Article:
(E) Ocean currents probably carry many of the baby shrimp hatched at a given Indonesian coral reef out into the open ocean rather than to another coral reef. -It is a possibility that is not refuted by the author. But it definitely doesn't help us explain the genetic diversity, because some shrimps are definitely carried over to other coral reefs.

Hope it helps !!
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Re: Populations of a shrimp species at eleven different Indonesian coral  [#permalink]

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New post 27 Jul 2017, 00:23
Akela wrote:
Populations of a shrimp species at eleven different Indonesian coral reefs show substantial genetic differences from one reef to another. This is surprising because the area’s strong ocean currents probably carry baby shrimp between the different reefs, which would allow the populations to interbreed and become genetically indistinguishable.

Which one of the following, if true, most helps to explain the substantial genetic differences among the shrimp populations?

(A) The genetic differences between the shrimp populations are much less significant than those between shrimp and any other marine species.
(B) The individual shrimp within a given population at any given Indonesian coral reef differ from one another genetically, even though there is widespread interbreeding within any such population.
(C) Before breeding, shrimp of the species examined migrate back to the coral reef at which they were hatched.
(D) Most shrimp hatched at a given Indonesian coral reef are no longer present at that coral reef upon becoming old enough to breed.
(E) Ocean currents probably carry many of the baby shrimp hatched at a given Indonesian coral reef out into the open ocean rather than to another coral reef.

Source: LSAT

Kudos ;)


Powerscore explanation:


Quote:

Resolve the Paradox. The correct answer choice is (C)

Your task in this Paradox question is to select the answer choice that provides an active resolution to
the apparent discrepancy presented in the stimulus.

This stimulus is quite generous, expressly stating the apparent paradox. Even though the area’s
strong ocean currents probably carry baby shrimp between the different reefs, which would allow for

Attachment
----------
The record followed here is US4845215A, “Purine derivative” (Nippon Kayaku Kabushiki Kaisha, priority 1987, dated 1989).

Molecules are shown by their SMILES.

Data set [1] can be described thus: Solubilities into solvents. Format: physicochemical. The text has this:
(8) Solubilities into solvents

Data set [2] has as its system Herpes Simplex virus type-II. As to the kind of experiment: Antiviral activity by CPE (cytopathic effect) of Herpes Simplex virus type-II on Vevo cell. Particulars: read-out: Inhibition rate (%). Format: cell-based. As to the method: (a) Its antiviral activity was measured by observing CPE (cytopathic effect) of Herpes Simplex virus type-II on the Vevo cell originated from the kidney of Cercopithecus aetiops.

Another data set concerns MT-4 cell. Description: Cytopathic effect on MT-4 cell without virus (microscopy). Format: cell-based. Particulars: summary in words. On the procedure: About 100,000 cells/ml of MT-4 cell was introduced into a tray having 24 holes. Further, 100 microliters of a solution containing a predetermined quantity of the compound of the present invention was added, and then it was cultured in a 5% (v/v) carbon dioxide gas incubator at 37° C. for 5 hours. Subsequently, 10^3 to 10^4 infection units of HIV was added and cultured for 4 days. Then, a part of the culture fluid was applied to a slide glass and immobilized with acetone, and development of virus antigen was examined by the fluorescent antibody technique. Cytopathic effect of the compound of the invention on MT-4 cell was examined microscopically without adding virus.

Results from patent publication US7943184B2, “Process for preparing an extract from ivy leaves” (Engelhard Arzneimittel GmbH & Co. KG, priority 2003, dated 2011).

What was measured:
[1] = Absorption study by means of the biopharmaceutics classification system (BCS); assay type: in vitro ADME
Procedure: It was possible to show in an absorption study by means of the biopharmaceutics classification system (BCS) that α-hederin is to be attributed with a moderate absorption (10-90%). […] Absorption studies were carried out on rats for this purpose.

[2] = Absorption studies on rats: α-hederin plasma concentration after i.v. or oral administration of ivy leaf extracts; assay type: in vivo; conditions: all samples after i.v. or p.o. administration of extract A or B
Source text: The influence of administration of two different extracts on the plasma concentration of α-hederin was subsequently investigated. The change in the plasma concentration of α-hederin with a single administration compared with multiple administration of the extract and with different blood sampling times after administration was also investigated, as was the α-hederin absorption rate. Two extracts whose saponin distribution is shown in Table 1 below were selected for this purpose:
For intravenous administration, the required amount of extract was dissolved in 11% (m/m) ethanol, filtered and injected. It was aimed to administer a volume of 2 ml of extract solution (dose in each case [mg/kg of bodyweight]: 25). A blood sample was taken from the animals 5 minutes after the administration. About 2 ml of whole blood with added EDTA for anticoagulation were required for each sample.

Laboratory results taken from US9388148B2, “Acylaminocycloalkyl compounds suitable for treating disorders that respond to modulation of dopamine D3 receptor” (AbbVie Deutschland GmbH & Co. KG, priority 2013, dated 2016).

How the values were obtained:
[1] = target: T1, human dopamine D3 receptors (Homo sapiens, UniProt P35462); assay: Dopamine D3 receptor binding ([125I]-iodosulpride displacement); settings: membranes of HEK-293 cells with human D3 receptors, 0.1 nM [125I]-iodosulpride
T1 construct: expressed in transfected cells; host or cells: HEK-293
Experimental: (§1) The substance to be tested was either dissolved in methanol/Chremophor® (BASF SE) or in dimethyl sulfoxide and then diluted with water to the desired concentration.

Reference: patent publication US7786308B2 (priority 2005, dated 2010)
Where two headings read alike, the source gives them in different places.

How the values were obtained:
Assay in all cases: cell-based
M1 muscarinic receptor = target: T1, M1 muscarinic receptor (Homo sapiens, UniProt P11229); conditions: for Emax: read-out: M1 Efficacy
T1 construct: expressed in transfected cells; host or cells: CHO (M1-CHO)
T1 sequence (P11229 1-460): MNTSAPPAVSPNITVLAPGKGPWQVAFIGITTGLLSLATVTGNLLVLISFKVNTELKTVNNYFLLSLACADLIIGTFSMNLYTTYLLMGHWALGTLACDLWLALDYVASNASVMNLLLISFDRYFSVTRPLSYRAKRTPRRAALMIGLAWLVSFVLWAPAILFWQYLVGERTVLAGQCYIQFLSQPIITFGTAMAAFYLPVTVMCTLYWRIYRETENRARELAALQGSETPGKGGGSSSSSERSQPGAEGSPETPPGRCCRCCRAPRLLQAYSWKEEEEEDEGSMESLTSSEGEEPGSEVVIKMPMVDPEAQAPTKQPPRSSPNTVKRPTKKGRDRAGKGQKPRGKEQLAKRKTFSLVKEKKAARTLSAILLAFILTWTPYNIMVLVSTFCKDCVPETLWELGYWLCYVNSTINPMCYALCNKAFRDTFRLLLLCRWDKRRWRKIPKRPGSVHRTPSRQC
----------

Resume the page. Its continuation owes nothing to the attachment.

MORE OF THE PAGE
the shrimp populations to interbreed and become genetically indistinguishable, the populations of a
shrimp species at eleven different coral reefs show substantial genetic differences from one reef to
another.

The correct answer choice will provide information that causes this surprising situation to occur, i.e.,
that causes the shrimp species to have substantial genetic differences despite the area’s strong ocean
currents. The incorrect answers will not provide an active resolution the apparent paradox, either
because they merely support one side, attack one side, or are irrelevant to the conclusion.

Answer choice (A): This information merely supports the fact that the shrimp populations are
genetically different, though their respective differences are less than between the shrimp and other
marine species.

Answer choice (B): This choice is irrelevant to the paradox, because it refers to individual shrimp
within a given population, while the paradox was concerned with genetic differences between shrimp
belonging to distinct coral reefs.

Answer choice (C): This is the correct answer choice. This choice helps to resolve the paradox
by showing that although the strong ocean currents may carry the baby shrimp between reef
populations, the shrimp return to the coral reef at which they were hatched before breeding. This
migration would reduce the possibility that the species would interbreed.

Answer choice (D): This choice merely supports the fact that the shrimp migrate from the reefs at
which they are hatched.

Answer choice (E): This choice attacks the idea the that currents carry the shrimp between the reefs,
stating instead that the shrimp are carried out into the open ocean.

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Populations of a shrimp species at eleven different Indonesian coral  [#permalink]

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New post 19 Aug 2018, 08:49